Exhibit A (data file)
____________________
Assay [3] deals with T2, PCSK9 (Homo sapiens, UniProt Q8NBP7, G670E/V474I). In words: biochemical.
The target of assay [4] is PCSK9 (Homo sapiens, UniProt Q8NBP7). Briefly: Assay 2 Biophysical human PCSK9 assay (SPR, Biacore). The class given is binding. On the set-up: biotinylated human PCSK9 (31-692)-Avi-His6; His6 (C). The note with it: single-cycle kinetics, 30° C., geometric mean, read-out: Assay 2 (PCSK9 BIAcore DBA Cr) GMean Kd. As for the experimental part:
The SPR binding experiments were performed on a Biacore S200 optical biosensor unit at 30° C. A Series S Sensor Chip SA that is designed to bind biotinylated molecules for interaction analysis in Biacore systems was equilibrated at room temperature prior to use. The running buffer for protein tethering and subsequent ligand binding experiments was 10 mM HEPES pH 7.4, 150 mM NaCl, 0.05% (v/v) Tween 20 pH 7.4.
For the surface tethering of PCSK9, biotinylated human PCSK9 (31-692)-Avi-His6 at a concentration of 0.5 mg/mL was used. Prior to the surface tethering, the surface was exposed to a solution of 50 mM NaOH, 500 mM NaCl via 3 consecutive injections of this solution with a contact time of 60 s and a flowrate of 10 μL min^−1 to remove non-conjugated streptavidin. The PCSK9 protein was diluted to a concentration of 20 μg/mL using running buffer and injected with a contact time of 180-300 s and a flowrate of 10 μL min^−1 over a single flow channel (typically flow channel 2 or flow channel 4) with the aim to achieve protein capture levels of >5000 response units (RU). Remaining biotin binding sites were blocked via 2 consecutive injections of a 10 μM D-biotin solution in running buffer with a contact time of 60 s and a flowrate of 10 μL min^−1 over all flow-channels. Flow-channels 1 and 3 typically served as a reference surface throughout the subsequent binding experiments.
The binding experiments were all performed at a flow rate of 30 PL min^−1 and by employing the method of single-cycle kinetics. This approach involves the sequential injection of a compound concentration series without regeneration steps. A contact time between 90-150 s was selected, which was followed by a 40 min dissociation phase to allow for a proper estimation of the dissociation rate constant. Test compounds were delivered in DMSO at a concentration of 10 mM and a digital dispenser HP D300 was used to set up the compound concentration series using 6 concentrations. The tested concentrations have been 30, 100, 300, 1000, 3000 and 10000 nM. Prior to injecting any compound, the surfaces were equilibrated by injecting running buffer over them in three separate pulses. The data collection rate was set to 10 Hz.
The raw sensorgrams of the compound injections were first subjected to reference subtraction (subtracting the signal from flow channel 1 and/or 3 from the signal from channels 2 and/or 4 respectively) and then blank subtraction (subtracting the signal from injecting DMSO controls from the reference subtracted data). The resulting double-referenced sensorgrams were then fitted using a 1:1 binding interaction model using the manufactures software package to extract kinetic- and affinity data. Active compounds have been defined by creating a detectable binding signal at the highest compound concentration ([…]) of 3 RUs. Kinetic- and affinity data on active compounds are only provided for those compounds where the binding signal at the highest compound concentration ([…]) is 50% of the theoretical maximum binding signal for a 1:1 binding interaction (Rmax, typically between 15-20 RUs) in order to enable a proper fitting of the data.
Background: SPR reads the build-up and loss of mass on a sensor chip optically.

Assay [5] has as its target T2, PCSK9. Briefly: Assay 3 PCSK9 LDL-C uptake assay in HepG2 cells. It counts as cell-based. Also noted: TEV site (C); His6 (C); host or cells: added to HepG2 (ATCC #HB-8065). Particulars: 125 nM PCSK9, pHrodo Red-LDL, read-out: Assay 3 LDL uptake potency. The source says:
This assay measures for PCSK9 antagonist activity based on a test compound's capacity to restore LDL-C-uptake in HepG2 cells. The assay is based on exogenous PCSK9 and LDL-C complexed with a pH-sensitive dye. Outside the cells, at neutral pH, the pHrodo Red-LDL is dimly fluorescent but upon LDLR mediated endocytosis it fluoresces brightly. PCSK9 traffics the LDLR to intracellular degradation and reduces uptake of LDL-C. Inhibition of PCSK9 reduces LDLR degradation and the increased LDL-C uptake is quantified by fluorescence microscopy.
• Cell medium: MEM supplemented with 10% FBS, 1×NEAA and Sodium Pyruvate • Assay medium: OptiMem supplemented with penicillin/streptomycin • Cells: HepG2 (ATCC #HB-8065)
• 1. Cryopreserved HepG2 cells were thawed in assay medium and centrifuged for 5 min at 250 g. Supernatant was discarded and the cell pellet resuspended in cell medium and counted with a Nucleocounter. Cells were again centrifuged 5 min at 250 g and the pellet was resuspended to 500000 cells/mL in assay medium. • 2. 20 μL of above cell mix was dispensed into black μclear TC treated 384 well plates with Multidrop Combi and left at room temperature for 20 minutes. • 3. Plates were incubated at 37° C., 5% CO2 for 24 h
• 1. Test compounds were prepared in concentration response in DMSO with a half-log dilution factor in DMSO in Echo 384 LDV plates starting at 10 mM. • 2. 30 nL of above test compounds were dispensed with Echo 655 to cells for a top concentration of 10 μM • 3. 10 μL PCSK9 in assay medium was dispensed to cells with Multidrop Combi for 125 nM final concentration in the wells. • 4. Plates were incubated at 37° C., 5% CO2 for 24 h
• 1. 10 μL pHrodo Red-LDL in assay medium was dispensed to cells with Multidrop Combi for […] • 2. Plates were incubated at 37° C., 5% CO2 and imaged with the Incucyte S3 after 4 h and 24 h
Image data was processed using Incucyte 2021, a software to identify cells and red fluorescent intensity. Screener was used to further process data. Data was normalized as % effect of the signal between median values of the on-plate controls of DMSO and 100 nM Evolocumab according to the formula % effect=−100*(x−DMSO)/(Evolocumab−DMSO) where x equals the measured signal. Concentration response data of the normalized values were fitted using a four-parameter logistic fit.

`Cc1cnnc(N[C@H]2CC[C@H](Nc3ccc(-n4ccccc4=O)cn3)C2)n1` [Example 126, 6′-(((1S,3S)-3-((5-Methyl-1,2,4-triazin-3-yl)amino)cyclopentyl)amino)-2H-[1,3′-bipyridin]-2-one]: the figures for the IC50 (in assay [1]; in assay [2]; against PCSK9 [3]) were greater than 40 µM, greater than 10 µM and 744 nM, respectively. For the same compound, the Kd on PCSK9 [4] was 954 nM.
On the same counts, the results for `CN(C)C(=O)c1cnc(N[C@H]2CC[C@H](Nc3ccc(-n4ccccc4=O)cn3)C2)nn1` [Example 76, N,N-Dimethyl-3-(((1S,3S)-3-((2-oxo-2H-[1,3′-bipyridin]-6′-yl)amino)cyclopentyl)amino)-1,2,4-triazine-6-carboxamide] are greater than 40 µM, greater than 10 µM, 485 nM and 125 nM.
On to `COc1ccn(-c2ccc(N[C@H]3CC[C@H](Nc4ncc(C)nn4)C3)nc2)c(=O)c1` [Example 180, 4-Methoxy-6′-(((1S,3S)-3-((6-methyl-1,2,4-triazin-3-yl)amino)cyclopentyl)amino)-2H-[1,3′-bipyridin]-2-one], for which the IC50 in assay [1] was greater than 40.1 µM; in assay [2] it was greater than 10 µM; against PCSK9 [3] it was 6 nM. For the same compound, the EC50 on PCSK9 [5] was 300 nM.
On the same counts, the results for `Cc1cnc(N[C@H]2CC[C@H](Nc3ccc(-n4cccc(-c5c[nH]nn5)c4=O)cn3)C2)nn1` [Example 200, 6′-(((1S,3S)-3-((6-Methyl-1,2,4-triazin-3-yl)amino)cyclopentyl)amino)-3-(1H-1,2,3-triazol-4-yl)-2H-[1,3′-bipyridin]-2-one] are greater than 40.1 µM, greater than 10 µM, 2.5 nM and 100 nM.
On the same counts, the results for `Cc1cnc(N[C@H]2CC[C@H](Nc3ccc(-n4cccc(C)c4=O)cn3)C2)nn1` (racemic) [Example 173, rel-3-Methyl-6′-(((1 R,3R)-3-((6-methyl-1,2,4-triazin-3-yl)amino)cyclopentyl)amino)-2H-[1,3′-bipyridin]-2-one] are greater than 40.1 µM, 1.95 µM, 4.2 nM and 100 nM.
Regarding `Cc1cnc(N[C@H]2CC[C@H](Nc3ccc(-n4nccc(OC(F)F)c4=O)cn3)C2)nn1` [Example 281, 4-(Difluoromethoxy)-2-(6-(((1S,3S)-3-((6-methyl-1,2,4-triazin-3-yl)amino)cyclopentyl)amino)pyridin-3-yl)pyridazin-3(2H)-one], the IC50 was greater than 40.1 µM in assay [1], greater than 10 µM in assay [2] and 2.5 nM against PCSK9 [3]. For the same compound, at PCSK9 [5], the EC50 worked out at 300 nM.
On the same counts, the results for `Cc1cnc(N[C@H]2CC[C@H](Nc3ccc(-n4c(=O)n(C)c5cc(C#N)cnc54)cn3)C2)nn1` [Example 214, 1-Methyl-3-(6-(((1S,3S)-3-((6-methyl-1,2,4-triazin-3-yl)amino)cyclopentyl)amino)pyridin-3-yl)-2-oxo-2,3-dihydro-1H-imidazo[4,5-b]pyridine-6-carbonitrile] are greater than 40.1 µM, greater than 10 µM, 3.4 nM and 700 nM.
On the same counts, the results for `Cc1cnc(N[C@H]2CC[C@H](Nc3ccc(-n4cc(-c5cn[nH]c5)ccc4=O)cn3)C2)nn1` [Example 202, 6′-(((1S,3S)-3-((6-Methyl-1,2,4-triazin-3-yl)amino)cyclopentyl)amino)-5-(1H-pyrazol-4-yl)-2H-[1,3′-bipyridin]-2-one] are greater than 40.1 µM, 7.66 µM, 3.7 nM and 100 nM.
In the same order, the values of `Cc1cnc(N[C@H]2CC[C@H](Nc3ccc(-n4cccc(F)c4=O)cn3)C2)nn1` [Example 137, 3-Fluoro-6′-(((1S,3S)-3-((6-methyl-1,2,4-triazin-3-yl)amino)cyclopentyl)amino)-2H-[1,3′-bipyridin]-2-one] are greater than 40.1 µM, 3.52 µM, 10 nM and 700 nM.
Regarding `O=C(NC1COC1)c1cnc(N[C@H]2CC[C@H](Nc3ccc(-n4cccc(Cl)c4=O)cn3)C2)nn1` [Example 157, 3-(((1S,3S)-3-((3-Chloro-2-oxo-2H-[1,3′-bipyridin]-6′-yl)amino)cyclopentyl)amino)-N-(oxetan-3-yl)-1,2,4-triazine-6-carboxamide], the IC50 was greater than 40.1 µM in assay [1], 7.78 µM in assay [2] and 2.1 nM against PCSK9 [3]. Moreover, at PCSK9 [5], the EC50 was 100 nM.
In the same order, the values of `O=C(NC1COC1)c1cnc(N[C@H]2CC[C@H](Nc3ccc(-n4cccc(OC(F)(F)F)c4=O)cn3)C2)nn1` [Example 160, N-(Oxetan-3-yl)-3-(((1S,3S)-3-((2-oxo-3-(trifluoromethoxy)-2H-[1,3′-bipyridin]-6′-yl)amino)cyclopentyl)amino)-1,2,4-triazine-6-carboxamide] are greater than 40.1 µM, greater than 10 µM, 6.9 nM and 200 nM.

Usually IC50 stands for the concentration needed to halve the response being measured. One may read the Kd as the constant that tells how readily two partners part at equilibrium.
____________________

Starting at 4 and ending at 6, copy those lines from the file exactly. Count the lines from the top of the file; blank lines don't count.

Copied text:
For the surface tethering of PCSK9, biotinylated human PCSK9 (31-692)-Avi-His6 at a concentration of 0.5 mg/mL was used. Prior to the surface tethering, the surface was exposed to a solution of 50 mM NaOH, 500 mM NaCl via 3 consecutive injections of this solution with a contact time of 60 s and a flowrate of 10 μL min^−1 to remove non-conjugated streptavidin. The PCSK9 protein was diluted to a concentration of 20 μg/mL using running buffer and injected with a contact time of 180-300 s and a flowrate of 10 μL min^−1 over a single flow channel (typically flow channel 2 or flow channel 4) with the aim to achieve protein capture levels of >5000 response units (RU). Remaining biotin binding sites were blocked via 2 consecutive injections of a 10 μM D-biotin solution in running buffer with a contact time of 60 s and a flowrate of 10 μL min^−1 over all flow-channels. Flow-channels 1 and 3 typically served as a reference surface throughout the subsequent binding experiments.
The binding experiments were all performed at a flow rate of 30 PL min^−1 and by employing the method of single-cycle kinetics. This approach involves the sequential injection of a compound concentration series without regeneration steps. A contact time between 90-150 s was selected, which was followed by a 40 min dissociation phase to allow for a proper estimation of the dissociation rate constant. Test compounds were delivered in DMSO at a concentration of 10 mM and a digital dispenser HP D300 was used to set up the compound concentration series using 6 concentrations. The tested concentrations have been 30, 100, 300, 1000, 3000 and 10000 nM. Prior to injecting any compound, the surfaces were equilibrated by injecting running buffer over them in three separate pulses. The data collection rate was set to 10 Hz.
The raw sensorgrams of the compound injections were first subjected to reference subtraction (subtracting the signal from flow channel 1 and/or 3 from the signal from channels 2 and/or 4 respectively) and then blank subtraction (subtracting the signal from injecting DMSO controls from the reference subtracted data). The resulting double-referenced sensorgrams were then fitted using a 1:1 binding interaction model using the manufactures software package to extract kinetic- and affinity data. Active compounds have been defined by creating a detectable binding signal at the highest compound concentration ([…]) of 3 RUs. Kinetic- and affinity data on active compounds are only provided for those compounds where the binding signal at the highest compound concentration ([…]) is 50% of the theoretical maximum binding signal for a 1:1 binding interaction (Rmax, typically between 15-20 RUs) in order to enable a proper fitting of the data.